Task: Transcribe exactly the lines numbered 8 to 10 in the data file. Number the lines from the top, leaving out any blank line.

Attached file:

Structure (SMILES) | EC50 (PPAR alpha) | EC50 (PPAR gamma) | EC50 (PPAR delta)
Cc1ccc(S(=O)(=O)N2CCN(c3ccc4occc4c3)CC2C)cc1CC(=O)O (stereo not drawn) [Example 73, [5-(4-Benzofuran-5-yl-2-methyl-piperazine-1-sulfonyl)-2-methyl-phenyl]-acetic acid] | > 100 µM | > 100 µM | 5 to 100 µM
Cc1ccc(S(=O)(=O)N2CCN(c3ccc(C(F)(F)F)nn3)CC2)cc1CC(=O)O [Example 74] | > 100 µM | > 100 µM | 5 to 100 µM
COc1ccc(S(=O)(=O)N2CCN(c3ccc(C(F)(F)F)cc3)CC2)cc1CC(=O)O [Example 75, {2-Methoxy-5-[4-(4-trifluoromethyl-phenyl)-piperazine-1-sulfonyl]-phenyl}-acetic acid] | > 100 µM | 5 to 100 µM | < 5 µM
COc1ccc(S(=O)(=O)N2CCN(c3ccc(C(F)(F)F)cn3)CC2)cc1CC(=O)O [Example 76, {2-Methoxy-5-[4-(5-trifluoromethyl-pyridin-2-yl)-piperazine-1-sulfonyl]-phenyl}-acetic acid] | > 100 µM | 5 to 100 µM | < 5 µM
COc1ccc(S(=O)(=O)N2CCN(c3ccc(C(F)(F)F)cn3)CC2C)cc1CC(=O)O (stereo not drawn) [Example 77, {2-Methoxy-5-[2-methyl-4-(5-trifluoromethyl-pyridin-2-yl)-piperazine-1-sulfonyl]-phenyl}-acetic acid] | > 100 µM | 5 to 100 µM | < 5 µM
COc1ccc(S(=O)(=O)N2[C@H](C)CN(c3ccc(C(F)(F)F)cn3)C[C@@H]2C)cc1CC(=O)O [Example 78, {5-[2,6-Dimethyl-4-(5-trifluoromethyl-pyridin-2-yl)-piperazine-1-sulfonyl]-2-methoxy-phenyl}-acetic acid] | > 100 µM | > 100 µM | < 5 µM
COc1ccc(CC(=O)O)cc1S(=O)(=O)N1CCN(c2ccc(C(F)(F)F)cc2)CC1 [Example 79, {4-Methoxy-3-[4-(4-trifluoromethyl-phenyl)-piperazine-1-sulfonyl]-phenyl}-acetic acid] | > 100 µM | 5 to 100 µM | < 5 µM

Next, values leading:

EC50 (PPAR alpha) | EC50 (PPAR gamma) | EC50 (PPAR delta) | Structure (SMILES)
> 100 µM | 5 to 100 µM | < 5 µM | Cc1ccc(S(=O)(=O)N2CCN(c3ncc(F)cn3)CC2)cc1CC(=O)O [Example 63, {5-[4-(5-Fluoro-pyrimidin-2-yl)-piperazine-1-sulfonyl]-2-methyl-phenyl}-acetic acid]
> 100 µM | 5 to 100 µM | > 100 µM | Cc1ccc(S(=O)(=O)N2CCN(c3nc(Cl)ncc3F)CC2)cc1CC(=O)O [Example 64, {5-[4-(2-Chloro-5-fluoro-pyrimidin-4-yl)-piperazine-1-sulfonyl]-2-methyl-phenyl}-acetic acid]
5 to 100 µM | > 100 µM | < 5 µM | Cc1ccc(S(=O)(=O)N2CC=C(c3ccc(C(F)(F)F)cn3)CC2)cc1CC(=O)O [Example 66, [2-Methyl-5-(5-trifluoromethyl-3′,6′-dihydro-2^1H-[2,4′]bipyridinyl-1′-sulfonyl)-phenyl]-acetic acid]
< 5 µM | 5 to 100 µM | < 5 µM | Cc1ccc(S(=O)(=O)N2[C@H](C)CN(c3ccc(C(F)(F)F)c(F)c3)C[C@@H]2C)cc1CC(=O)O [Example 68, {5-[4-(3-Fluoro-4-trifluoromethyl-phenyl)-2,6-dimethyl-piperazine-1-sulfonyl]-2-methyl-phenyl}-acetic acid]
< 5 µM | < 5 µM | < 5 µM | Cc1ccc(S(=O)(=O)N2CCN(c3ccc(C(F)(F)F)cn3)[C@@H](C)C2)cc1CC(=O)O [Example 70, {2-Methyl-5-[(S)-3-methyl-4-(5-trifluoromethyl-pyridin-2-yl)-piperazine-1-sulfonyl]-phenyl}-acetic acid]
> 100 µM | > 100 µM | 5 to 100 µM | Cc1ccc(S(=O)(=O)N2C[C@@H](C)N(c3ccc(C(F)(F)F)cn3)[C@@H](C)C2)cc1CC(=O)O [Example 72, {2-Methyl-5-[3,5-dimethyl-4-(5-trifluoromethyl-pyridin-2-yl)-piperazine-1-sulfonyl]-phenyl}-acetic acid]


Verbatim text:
COc1ccc(CC(=O)O)cc1S(=O)(=O)N1CCN(c2ccc(C(F)(F)F)cc2)CC1 [Example 79, {4-Methoxy-3-[4-(4-trifluoromethyl-phenyl)-piperazine-1-sulfonyl]-phenyl}-acetic acid] | > 100 µM | 5 to 100 µM | < 5 µM

Next, values leading:

EC50 (PPAR alpha) | EC50 (PPAR gamma) | EC50 (PPAR delta) | Structure (SMILES)